Most of the key decisions on the program have been made by Gov. Ron DeSantis. Some details on the vaccine program are still being worked out, but all vaccines will be administered with no appointment or payment required.
The message on Day One of the vaccination effort was a plea for the public to understand that getting a shot may take some time, both in being able to access sites and in the time spent waiting for a turn with the needle. But he acknowledged people want to be immunized as quickly as possible.
“Development (of the vaccine) happened in a much more rapid pace than any other in our history,” Desjarlais said. “There is so much pent-up demand that people have been pretty anxious about it.”
Officials stressed that the details of the vaccine program are evolving. For example, there has been no definitive word from Tallahassee on whether people who have serious health ailments but are younger than 65 will receive any priority.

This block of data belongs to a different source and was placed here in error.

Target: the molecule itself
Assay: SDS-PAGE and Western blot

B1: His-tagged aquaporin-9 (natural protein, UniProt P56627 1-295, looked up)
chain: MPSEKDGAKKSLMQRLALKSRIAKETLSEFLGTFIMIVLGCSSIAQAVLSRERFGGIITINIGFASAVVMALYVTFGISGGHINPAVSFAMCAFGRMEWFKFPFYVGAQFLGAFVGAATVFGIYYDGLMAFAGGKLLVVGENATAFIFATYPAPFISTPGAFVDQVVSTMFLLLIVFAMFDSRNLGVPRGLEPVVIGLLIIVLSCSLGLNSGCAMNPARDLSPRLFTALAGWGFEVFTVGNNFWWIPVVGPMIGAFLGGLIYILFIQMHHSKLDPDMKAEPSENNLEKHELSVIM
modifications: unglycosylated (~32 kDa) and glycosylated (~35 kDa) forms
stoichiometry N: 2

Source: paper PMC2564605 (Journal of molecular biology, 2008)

That decision comes from the governor, who has given priority to frontline healthcare workers and people older than 65, but other groups could be added. State health officials say there could be some broadening of the priority categories.
“The expectation is those other populations will roll into the priority list,” said Angela Smith, who is in charge of state public health operations for Lee County. “They will likely prioritize individuals with morbidities and other underlying medical conditions.”
Desjarlais said the county and Lee County branch of the state Department of Health will have a better idea on how logistics will work after gauging what residents are facing to step up and receive the first doses.